Sealaska Heritage Institute will sponsor a public viewing during the Santa Fe Indian Market in its continuing effort to familiarize collectors with Northwest Coast art.
The event will include a display of the institute’s ethnographic collection and staff will be on hand to explain the pieces’ significance to Tlingit, Haida and Tsimshian cultures — especially why some objects are considered sacred.
“We have great ethnographic collections and we’re just going to be selecting a few pieces,” said SHI President Rosita Worl. “Some of them have sacred dimensions to them and we want to explain to the people that ‘Yes, we do have art but it has this cultural meaning as well.’ ”
The event is scheduled 2-4 p.m., Thursday, Aug. 15, at the Gallery Room of the Eldorado Hotel located at 309 W. San Francisco St. near the market. The event is free. Shortly after the public viewing, SHI will hold a private reception, which will be co-hosted by the renowned Tlingit glass artist Preston Singletary.
This is the third year SHI has brought Alaska Native art and culture to the market, though the institute will not sponsor a dance group and artist tables this year due to a lack of funds. SHI is sponsoring an event on a smaller scale to maintain a connection with the market’s collectors, Worl said.
“We felt it was really important to go to Santa Fe to maintain continuity and to have a presence in the center of Native American art that attracts people who love and prize Native art,” said Worl, noting the viewing will include old and contemporary pieces.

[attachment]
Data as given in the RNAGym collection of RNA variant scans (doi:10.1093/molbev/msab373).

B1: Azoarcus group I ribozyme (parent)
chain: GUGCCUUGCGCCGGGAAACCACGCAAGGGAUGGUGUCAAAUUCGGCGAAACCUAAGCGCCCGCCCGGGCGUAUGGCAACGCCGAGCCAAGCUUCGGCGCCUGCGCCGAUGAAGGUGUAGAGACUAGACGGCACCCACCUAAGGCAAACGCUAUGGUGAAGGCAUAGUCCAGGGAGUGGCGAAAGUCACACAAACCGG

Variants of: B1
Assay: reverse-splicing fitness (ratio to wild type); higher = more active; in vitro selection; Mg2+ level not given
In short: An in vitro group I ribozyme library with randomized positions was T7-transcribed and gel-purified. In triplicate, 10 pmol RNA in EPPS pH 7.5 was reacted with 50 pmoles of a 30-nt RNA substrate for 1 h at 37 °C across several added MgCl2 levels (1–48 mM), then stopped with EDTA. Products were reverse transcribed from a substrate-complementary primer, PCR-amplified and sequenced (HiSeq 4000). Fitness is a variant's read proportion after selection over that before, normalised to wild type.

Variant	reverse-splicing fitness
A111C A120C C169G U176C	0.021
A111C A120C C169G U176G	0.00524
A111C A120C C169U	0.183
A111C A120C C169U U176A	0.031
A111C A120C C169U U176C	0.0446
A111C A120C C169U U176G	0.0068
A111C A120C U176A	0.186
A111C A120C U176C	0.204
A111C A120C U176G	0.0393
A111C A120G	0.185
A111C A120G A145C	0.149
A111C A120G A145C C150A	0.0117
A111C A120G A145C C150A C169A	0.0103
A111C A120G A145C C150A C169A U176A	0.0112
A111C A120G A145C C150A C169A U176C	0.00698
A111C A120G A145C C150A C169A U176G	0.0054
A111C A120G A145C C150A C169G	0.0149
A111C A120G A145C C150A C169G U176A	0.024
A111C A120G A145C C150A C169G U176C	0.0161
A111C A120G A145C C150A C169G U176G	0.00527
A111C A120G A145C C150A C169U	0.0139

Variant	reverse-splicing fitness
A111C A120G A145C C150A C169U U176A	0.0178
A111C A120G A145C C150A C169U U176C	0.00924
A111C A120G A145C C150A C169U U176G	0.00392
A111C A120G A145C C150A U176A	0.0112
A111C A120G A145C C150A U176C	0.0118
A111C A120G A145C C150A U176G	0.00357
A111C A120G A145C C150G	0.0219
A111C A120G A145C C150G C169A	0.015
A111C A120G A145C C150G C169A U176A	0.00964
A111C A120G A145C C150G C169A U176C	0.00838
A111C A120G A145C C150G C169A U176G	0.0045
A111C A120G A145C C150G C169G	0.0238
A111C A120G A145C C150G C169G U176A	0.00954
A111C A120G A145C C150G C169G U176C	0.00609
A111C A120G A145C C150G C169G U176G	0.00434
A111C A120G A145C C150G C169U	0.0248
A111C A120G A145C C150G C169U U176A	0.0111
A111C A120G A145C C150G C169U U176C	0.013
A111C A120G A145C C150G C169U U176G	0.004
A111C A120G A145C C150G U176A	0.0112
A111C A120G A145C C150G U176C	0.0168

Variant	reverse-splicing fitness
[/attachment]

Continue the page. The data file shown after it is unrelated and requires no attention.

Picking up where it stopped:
The institute is trying to create an annual art market on a similar scale in Juneau, and staff will continue to learn how the Santa Fe market operates on this trip. SHI also is sponsoring its first art auction in February, and staff has been preparing by observing the Santa Fe art auction held during the market. SHI’s Tináa Art Auction will be held in Juneau and include pieces by some of the biggest names in Northwest Coast art. In addition, SHI sells Northwest Coast art through its store, Jinéit, and proceeds fund the institute’s educational programs for Native people and the general public.
The Santa Fe Indian Market over the past 90 years has been instrumental in creating worldwide demand for Southwest Indian art. The two-day market, scheduled Aug. 17-18, is operated by the nonprofit Southwestern Association for Indian Arts, which invited SHI to participate. The market draws nearly 100,000 patrons.
Sealaska Heritage Institute is a private, nonprofit founded in 1980 to promote cultural diversity and cross-cultural understanding. The institute is governed by a Board of Trustees and guided by a Council of Traditional Scholars. Its mission is to perpetuate and enhance Tlingit, Haida, and Tsimshian cultures of Southeast Alaska.